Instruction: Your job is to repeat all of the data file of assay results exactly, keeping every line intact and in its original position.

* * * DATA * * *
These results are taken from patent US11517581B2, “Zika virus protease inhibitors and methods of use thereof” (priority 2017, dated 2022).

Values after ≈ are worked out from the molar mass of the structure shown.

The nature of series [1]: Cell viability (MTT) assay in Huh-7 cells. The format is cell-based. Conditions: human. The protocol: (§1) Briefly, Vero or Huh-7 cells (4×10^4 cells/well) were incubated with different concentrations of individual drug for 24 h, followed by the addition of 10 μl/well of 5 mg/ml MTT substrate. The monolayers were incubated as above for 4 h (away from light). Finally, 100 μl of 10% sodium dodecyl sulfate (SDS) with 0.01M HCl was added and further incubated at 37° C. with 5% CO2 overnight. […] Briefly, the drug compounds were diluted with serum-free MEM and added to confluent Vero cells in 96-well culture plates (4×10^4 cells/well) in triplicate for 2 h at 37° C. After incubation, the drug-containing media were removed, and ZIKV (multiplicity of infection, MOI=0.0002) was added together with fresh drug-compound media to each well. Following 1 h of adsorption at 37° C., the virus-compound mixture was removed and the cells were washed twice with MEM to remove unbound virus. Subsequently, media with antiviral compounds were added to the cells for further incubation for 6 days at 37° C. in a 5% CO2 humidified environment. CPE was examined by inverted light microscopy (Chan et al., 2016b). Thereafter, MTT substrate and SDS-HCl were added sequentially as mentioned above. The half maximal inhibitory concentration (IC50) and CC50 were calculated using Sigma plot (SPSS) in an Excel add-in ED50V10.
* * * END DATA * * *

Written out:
These results are taken from patent US11517581B2, “Zika virus protease inhibitors and methods of use thereof” (priority 2017, dated 2022).

Values after ≈ are worked out from the molar mass of the structure shown.

The nature of series [1]: Cell viability (MTT) assay in Huh-7 cells. The format is cell-based. Conditions: human. The protocol: (§1) Briefly, Vero or Huh-7 cells (4×10^4 cells/well) were incubated with different concentrations of individual drug for 24 h, followed by the addition of 10 μl/well of 5 mg/ml MTT substrate. The monolayers were incubated as above for 4 h (away from light). Finally, 100 μl of 10% sodium dodecyl sulfate (SDS) with 0.01M HCl was added and further incubated at 37° C. with 5% CO2 overnight. […] Briefly, the drug compounds were diluted with serum-free MEM and added to confluent Vero cells in 96-well culture plates (4×10^4 cells/well) in triplicate for 2 h at 37° C. After incubation, the drug-containing media were removed, and ZIKV (multiplicity of infection, MOI=0.0002) was added together with fresh drug-compound media to each well. Following 1 h of adsorption at 37° C., the virus-compound mixture was removed and the cells were washed twice with MEM to remove unbound virus. Subsequently, media with antiviral compounds were added to the cells for further incubation for 6 days at 37° C. in a 5% CO2 humidified environment. CPE was examined by inverted light microscopy (Chan et al., 2016b). Thereafter, MTT substrate and SDS-HCl were added sequentially as mentioned above. The half maximal inhibitory concentration (IC50) and CC50 were calculated using Sigma plot (SPSS) in an Excel add-in ED50V10.